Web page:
Reed v. Gilbert, et al., Sign Ordiances and Its Impact on Real Estate

INTRODUCTION
The Supreme Court of the United States (SCOTUS), on June 18, 2015, reversed and remanded, unanimously (9-0) Reed v. Town of Gilbert, Arizona, ET AL. The ruling now means municipal sign ordinances must remain content-neutral rather than content-based. The ruling was issued after a lawsuit was filed based on the First Amendment Right to Free Speech and the Equal Protection Clause of the Fourteenth Amendment. “As phrased in the Reed majority opinion, a regulation is content-based if the rule ‘applies to a particular [sign] because of the topics discussed or the idea or message expressed.’ The strict scrutiny standard demands that the local government must show that the regulation is (i) designed to serve a compelling governmental interest and (ii) narrowly tailored to achieve that interest. That is a steep hill to climb and, in practice, few, if any, regulations survive strict scrutiny review.”1

Many municipalities’ current sign ordinances exempt real estate signs from fees and regulations; this now could be challenged per the SCOTUS decision as “real estate” is content, a business purpose. Municipalities may no longer single out different types of signs (business, entertainment, advertisement, religious, celebratory occasions, etc.) for special treatment. Quite simply, this means Real Estate signs must now be treated equal to all other signs and may not be excluded, exempted or otherwise treated differently. Many municipalities are and will be updating their sign ordinances to comply with the SCOTUS decision.

BACKGROUND
The town of Gilbert, Arizona (“Town”) has a code that regulates the display of outdoor signs (“Sign Code”).  The Sign Code identifies signs by various categories, and the categories are then regulated in different ways.  The Sign Code also regulates other noncommercial signs such as political signs and ideological signs.

The Good News Community Church (“Church”) operates in the Town and does not have a permanent location. Therefore, the Church uses signs to direct attendees to the different locations where it holds its services. The Town’s sign compliance manager noticed the signs, and fined the Church twice for failing to comply with the Sign Code. The Church tried to negotiate an accommodation for its signs, but the Town refused.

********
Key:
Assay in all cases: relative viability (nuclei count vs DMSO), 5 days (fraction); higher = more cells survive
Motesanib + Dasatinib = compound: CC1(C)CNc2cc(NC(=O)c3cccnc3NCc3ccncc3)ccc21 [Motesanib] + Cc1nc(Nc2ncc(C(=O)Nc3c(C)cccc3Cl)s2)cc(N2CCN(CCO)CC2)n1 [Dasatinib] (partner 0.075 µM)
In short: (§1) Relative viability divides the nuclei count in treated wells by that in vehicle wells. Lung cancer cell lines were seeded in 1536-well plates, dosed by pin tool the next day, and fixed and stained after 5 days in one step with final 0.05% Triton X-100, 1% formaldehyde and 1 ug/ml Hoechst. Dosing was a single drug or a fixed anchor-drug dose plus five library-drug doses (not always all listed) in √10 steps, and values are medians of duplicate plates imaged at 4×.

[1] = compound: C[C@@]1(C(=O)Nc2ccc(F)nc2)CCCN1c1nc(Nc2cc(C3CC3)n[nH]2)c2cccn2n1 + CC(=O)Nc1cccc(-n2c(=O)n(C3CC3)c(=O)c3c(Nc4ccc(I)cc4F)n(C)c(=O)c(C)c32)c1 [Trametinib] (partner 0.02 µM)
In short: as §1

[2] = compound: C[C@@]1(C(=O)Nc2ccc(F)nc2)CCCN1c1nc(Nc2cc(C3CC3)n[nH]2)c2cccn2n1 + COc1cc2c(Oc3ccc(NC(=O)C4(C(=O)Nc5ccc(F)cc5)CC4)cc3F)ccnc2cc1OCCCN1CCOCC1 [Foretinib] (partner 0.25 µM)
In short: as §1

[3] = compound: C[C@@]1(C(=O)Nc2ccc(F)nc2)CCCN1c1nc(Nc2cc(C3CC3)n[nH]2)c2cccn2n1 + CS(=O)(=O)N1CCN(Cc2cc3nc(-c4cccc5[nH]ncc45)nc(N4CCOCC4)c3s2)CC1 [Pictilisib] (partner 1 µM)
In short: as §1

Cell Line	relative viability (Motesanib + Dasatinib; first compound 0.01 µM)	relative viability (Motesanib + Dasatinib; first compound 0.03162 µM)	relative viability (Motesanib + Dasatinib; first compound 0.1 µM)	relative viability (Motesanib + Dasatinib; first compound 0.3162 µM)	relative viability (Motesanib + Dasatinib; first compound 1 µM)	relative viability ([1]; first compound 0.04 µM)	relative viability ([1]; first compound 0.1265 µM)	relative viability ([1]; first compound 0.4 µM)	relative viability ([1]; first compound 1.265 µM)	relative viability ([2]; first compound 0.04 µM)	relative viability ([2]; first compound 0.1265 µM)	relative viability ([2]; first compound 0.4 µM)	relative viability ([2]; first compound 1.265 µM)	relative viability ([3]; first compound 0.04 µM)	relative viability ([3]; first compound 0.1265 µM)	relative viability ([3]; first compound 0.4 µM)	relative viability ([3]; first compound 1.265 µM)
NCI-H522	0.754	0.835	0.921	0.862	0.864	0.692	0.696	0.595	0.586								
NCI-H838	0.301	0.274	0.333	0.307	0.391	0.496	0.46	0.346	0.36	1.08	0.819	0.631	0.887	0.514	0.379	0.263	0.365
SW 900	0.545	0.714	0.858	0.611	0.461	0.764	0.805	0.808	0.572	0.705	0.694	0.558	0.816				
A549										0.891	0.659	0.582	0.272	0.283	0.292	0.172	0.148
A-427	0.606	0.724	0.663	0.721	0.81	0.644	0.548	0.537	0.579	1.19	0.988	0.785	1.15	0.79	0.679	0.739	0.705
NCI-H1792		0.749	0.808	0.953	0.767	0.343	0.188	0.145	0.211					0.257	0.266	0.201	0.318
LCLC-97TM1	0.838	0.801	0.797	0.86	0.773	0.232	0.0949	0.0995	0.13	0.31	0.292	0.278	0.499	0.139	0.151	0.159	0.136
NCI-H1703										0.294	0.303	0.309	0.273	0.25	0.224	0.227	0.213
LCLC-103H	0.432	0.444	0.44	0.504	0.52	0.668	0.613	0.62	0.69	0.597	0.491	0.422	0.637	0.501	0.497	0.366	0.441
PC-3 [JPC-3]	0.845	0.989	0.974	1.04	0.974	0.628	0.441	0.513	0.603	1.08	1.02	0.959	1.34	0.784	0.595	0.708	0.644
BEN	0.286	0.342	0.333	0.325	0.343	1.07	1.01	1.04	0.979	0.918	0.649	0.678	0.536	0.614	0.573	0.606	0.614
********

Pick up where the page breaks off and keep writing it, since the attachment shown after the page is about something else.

The Church filed a lawsuit challenging the Sign Code as an unconstitutional abridgement of their speech in violation of the United States Constitution. The trial court denied the Church’s motion and the appellate court affirmed; ruling that the Sign Ordinance did not regulate signs based on their content. The Church appealed.

The Supreme Court of the United States reversed the lower courts and ruled that the Sign Ordinance’s regulations for “Temporary Directional Signs” are content-based and so are unconstitutional.  The First Amendment prohibits laws that limit free speech, and laws that regulate based on the speech’s content are presumptively unconstitutional.

The Court determined that the Sign Code regulated speech based on its content, as the sign’s content determined how it was regulated. The Court stated that the First Amendment prohibits any regulation of speech based on the speech’s content and therefore the regulations were subject to strict scrutiny, regardless of whether the Sign Code was neutral or not in its regulation. The temporary direction signs were treated differently than political signs, and both were treated different than ideological signs, showing that the sign’s content determined how it was regulated.

The Sign Code failed to pass the scrutiny tests applied to content-based restrictions on speech.  Because the Town’s content-based regulations could not pass the strict scrutiny test, the Court reversed the lower court’s rulings.

Source: http://www.realtor.org/legal-case-summaries/sign-ordinance-struck-down

CONCLUSION
Due to the SCOTUS ruling, the highest Federal Court of the US (there is no way to appeal a SCOTUS decision), municipalities are now forced to comply with the decision or face potential lawsuits for content-based discrimination violating First Amendment Free Speech.

Columbus REALTORS® staff and leadership continue to work, in partnership, with municipalities around central Ohio to ensure REALTOR® business interests are protected. Understanding the marketing value of signs, we will continue to collaborate with our local municipalities to ensure the success of our members. While we also understand, municipalities are now forced to comply with this ruling, we firmly believe the ability to succeed in business should not be costly and that business should not suffer due to fears of nuisance (anti-neighbor, derogatory, etc.) signs. We maintain any legislation proposed to comply with Reed v. Gilbert, ET AL., should be written with the intent of all parties acting in good-faith and if nuisance signs become an issue, municipalities should then examine ways to amend their sign codes.

1 Lovelady, Adam. "Sign Litigation: A Brief Analysis of Reed v. Town of Gilbert - Coates' Canons." Coates' Canons. N.p., 22 July 2015. Web. 30 Nov. 2016.